- Upper body pull : Pull ups (any variation on bar or rings) Most row variations are way to easy to cheat. Avoid them if you are not an advance lifter.
- Abs/anterior chain/carry : ab roller, leg raise, Turkish get up, farmer’s walk, prowler, crawling … there are a lot of exercises you might want to put into this category. Once again, variety is the enemy. Stick to a couple a variation for strength or do separate practices for movement patterning.
Here’s a list a random thoughts:
- I’m not a big fan of machines, but they can fit some people’s goals. For a busy individual who only wants to stay in shape and gain some muscle mass and bone density, the Occam protocol or the program laid out in Body by science both make a lot of sense. I would probably never do that, but some people might use them to stimulate a certain stubborn muscle group that doesn’t fire when needed.
- I love multiple small practices throughout the day. It keep me fresh, reduce soreness and deliver same or superior results.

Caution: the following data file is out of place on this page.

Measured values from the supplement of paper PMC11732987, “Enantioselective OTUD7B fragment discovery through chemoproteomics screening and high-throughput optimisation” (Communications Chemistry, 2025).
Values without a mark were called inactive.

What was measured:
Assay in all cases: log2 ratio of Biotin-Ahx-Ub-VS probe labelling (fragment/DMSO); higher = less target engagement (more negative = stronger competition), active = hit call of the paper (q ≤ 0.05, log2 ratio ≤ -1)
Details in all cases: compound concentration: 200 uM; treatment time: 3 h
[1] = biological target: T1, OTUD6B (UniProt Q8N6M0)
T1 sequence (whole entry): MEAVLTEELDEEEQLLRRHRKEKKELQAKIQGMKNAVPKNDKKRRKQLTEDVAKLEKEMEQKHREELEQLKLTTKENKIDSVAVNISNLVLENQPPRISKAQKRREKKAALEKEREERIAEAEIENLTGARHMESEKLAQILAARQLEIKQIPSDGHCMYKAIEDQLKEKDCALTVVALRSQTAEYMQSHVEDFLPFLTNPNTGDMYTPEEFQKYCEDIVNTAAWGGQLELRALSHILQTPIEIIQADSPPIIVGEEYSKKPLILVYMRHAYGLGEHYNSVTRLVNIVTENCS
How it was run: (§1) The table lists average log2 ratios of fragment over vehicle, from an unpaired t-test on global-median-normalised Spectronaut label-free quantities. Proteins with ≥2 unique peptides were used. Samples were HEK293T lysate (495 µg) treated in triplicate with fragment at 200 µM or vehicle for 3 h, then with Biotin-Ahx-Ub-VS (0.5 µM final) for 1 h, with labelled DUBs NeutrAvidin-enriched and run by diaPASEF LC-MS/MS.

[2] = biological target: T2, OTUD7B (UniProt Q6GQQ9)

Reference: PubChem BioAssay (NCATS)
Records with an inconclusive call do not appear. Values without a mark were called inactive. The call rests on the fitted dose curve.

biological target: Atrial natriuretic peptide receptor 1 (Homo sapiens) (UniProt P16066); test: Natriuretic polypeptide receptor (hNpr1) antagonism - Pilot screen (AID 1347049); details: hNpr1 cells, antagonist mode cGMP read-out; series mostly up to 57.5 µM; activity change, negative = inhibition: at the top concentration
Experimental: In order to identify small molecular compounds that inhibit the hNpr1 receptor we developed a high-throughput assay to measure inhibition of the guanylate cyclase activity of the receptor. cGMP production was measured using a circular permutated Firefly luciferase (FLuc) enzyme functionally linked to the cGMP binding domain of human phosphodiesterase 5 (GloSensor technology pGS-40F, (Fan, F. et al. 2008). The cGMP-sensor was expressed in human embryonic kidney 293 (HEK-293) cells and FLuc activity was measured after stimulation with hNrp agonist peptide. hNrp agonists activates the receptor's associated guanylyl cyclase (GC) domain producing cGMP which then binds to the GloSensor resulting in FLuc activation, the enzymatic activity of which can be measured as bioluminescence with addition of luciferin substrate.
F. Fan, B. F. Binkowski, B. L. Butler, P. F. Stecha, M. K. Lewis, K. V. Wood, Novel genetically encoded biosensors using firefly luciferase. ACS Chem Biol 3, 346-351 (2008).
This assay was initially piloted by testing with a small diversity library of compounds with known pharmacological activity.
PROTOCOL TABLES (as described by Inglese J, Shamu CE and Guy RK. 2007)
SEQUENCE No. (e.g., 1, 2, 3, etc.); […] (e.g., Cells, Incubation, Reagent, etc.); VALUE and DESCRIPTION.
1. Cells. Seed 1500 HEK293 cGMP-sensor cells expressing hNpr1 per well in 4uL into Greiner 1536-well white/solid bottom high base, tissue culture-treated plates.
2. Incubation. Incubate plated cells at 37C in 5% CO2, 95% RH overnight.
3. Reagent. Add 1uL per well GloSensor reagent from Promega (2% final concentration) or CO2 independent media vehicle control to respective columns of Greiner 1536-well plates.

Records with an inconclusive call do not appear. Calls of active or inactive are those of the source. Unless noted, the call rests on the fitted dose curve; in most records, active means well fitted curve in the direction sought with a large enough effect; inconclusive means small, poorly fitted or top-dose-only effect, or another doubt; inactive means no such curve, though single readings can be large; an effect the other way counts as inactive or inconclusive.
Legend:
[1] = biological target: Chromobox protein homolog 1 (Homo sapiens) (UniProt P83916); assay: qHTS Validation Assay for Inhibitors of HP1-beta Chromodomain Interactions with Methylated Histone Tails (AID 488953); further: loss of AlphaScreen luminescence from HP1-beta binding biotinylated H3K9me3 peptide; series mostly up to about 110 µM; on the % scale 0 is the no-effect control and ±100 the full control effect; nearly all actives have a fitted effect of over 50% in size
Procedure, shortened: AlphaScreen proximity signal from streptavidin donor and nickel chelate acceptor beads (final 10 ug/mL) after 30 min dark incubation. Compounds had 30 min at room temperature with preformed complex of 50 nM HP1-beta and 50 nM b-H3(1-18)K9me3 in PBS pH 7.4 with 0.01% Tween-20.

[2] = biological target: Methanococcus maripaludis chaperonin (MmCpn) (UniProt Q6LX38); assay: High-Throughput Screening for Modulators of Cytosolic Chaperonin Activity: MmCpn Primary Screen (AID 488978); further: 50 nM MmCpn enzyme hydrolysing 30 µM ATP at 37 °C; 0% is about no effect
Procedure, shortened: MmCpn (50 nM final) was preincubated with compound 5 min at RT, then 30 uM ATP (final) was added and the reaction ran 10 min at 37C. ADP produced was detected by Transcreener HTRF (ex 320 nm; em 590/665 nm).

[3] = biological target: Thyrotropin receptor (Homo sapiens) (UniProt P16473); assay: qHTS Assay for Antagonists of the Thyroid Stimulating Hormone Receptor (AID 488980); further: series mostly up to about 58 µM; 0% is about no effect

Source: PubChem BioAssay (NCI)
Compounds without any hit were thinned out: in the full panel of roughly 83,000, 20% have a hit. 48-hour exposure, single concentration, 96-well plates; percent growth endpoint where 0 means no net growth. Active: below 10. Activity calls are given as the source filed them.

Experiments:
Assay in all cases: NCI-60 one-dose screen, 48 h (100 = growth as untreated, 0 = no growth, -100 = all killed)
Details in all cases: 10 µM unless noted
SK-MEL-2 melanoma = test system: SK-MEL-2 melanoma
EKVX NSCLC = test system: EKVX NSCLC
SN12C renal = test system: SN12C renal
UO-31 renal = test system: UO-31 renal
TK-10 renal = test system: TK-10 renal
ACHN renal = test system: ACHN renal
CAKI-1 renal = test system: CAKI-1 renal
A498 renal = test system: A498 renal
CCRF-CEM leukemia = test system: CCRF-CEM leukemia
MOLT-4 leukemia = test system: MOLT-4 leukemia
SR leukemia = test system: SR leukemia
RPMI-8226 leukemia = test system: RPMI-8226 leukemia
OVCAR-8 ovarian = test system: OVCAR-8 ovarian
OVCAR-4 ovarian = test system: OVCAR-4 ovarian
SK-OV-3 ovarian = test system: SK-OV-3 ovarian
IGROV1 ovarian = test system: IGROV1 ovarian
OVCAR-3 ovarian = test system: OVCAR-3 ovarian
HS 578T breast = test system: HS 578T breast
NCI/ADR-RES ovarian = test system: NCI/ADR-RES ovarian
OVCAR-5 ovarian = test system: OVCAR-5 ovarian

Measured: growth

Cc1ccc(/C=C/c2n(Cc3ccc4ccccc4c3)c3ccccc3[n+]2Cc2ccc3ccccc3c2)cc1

- Bodyweight exercises are not necessarily superior or inferior to BB, DB or KB. In fact, the big advantage with BW exercises is that you recover from them faster that the rest.
- Beside if you like personal challenges or want to compete, I would avoid Olympic lifting in favor of more simple exercises.
- I know some people would swear by the overhead press or the barbell rows, but those exercises are so easy to jerk even when you don’t intend to that I’m not sure how useful they are to me, since more simple choices are available.
- Skills are specific. If you are looking to increase a specific lift, better work on that lift and use little or no assistance exercises.
- I have gain 10-15 lbs in the weeks following the integration of creatine monohydrate in my regimen.
- There are many strength standards around. I believe in the following in comparison to the bodyweight: bench press 1.5x for men 1x for women / squat 2x for men 1.5x for women / deadlift 2.5x for men 2x for women. Of course, adjust the multiplier depending of your choice of exercise. Experience has shown most coaches that there is no real carry over to sports past those standards. For most of us, we will need many years to reach them anyway and it is very hard to past them without entering a proper powerlift regimen which might defeat the purpose of most athletes besides powerlifters.